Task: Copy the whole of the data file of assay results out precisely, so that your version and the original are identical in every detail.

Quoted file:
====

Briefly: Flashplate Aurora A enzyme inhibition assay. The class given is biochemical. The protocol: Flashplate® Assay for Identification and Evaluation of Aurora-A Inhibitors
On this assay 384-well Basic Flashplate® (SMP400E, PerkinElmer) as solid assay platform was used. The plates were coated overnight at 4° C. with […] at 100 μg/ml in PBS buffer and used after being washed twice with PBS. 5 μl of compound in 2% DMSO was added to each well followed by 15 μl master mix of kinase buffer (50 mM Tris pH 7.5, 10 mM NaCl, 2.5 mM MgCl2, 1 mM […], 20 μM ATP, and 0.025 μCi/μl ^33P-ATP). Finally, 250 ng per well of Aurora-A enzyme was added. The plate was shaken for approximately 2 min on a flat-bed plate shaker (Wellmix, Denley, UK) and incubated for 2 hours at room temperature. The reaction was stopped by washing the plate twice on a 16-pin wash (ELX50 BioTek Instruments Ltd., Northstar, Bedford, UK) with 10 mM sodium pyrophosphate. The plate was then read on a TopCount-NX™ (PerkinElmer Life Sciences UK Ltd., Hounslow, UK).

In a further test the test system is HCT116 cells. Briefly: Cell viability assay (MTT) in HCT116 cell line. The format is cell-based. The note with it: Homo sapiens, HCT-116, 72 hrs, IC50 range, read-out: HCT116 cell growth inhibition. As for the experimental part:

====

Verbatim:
Briefly: Flashplate Aurora A enzyme inhibition assay. The class given is biochemical. The protocol: Flashplate® Assay for Identification and Evaluation of Aurora-A Inhibitors
On this assay 384-well Basic Flashplate® (SMP400E, PerkinElmer) as solid assay platform was used. The plates were coated overnight at 4° C. with […] at 100 μg/ml in PBS buffer and used after being washed twice with PBS. 5 μl of compound in 2% DMSO was added to each well followed by 15 μl master mix of kinase buffer (50 mM Tris pH 7.5, 10 mM NaCl, 2.5 mM MgCl2, 1 mM […], 20 μM ATP, and 0.025 μCi/μl ^33P-ATP). Finally, 250 ng per well of Aurora-A enzyme was added. The plate was shaken for approximately 2 min on a flat-bed plate shaker (Wellmix, Denley, UK) and incubated for 2 hours at room temperature. The reaction was stopped by washing the plate twice on a 16-pin wash (ELX50 BioTek Instruments Ltd., Northstar, Bedford, UK) with 10 mM sodium pyrophosphate. The plate was then read on a TopCount-NX™ (PerkinElmer Life Sciences UK Ltd., Hounslow, UK).

In a further test the test system is HCT116 cells. Briefly: Cell viability assay (MTT) in HCT116 cell line. The format is cell-based. The note with it: Homo sapiens, HCT-116, 72 hrs, IC50 range, read-out: HCT116 cell growth inhibition. As for the experimental part: